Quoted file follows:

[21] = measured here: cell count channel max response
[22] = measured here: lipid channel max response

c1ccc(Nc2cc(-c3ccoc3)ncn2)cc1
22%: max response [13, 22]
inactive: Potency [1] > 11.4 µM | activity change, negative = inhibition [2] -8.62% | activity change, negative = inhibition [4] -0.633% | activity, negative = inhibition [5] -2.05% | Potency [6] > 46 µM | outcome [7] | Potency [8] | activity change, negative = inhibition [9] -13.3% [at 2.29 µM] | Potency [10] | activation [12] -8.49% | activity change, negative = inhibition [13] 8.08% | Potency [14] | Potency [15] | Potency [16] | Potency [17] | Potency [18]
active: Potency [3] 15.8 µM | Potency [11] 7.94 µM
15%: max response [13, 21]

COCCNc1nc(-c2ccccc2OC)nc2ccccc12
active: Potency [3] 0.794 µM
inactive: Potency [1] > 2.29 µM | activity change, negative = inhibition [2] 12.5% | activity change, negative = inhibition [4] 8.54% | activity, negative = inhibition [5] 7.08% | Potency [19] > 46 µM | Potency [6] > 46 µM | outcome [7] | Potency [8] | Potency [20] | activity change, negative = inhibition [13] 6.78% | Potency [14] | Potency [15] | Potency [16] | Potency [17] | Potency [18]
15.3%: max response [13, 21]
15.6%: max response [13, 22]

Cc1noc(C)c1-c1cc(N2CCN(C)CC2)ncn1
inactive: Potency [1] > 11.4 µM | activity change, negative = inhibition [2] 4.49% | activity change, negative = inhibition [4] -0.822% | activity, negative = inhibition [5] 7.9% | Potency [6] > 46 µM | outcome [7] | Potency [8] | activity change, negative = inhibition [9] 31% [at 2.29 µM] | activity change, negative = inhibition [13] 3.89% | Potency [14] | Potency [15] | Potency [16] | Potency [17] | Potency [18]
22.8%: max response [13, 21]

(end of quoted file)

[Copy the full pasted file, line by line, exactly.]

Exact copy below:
[21] = measured here: cell count channel max response
[22] = measured here: lipid channel max response

c1ccc(Nc2cc(-c3ccoc3)ncn2)cc1
22%: max response [13, 22]
inactive: Potency [1] > 11.4 µM | activity change, negative = inhibition [2] -8.62% | activity change, negative = inhibition [4] -0.633% | activity, negative = inhibition [5] -2.05% | Potency [6] > 46 µM | outcome [7] | Potency [8] | activity change, negative = inhibition [9] -13.3% [at 2.29 µM] | Potency [10] | activation [12] -8.49% | activity change, negative = inhibition [13] 8.08% | Potency [14] | Potency [15] | Potency [16] | Potency [17] | Potency [18]
active: Potency [3] 15.8 µM | Potency [11] 7.94 µM
15%: max response [13, 21]

COCCNc1nc(-c2ccccc2OC)nc2ccccc12
active: Potency [3] 0.794 µM
inactive: Potency [1] > 2.29 µM | activity change, negative = inhibition [2] 12.5% | activity change, negative = inhibition [4] 8.54% | activity, negative = inhibition [5] 7.08% | Potency [19] > 46 µM | Potency [6] > 46 µM | outcome [7] | Potency [8] | Potency [20] | activity change, negative = inhibition [13] 6.78% | Potency [14] | Potency [15] | Potency [16] | Potency [17] | Potency [18]
15.3%: max response [13, 21]
15.6%: max response [13, 22]

Cc1noc(C)c1-c1cc(N2CCN(C)CC2)ncn1
inactive: Potency [1] > 11.4 µM | activity change, negative = inhibition [2] 4.49% | activity change, negative = inhibition [4] -0.822% | activity, negative = inhibition [5] 7.9% | Potency [6] > 46 µM | outcome [7] | Potency [8] | activity change, negative = inhibition [9] 31% [at 2.29 µM] | activity change, negative = inhibition [13] 3.89% | Potency [14] | Potency [15] | Potency [16] | Potency [17] | Potency [18]
22.8%: max response [13, 21]